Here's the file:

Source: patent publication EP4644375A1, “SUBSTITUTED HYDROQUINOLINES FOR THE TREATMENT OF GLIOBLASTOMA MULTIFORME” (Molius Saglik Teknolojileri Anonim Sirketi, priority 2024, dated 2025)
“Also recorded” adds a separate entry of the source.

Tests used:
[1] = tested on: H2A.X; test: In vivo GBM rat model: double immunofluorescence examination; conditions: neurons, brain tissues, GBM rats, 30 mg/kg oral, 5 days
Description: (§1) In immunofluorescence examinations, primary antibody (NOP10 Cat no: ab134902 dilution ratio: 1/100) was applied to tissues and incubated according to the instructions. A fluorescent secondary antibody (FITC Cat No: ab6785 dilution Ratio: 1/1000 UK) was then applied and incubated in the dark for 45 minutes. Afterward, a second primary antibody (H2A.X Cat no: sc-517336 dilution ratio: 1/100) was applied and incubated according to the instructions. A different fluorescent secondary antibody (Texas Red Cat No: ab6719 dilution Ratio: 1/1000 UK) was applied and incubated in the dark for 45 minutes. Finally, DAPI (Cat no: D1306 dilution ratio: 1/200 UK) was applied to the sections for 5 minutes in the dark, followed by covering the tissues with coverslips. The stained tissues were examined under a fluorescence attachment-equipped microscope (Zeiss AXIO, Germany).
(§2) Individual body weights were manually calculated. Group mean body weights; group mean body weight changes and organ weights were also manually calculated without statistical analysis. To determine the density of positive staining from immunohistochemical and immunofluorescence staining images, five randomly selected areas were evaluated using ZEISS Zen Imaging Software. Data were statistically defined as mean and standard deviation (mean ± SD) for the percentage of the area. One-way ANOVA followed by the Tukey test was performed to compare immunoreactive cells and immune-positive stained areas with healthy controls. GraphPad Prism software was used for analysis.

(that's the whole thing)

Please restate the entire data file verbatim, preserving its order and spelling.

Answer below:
Source: patent publication EP4644375A1, “SUBSTITUTED HYDROQUINOLINES FOR THE TREATMENT OF GLIOBLASTOMA MULTIFORME” (Molius Saglik Teknolojileri Anonim Sirketi, priority 2024, dated 2025)
“Also recorded” adds a separate entry of the source.

Tests used:
[1] = tested on: H2A.X; test: In vivo GBM rat model: double immunofluorescence examination; conditions: neurons, brain tissues, GBM rats, 30 mg/kg oral, 5 days
Description: (§1) In immunofluorescence examinations, primary antibody (NOP10 Cat no: ab134902 dilution ratio: 1/100) was applied to tissues and incubated according to the instructions. A fluorescent secondary antibody (FITC Cat No: ab6785 dilution Ratio: 1/1000 UK) was then applied and incubated in the dark for 45 minutes. Afterward, a second primary antibody (H2A.X Cat no: sc-517336 dilution ratio: 1/100) was applied and incubated according to the instructions. A different fluorescent secondary antibody (Texas Red Cat No: ab6719 dilution Ratio: 1/1000 UK) was applied and incubated in the dark for 45 minutes. Finally, DAPI (Cat no: D1306 dilution ratio: 1/200 UK) was applied to the sections for 5 minutes in the dark, followed by covering the tissues with coverslips. The stained tissues were examined under a fluorescence attachment-equipped microscope (Zeiss AXIO, Germany).
(§2) Individual body weights were manually calculated. Group mean body weights; group mean body weight changes and organ weights were also manually calculated without statistical analysis. To determine the density of positive staining from immunohistochemical and immunofluorescence staining images, five randomly selected areas were evaluated using ZEISS Zen Imaging Software. Data were statistically defined as mean and standard deviation (mean ± SD) for the percentage of the area. One-way ANOVA followed by the Tukey test was performed to compare immunoreactive cells and immune-positive stained areas with healthy controls. GraphPad Prism software was used for analysis.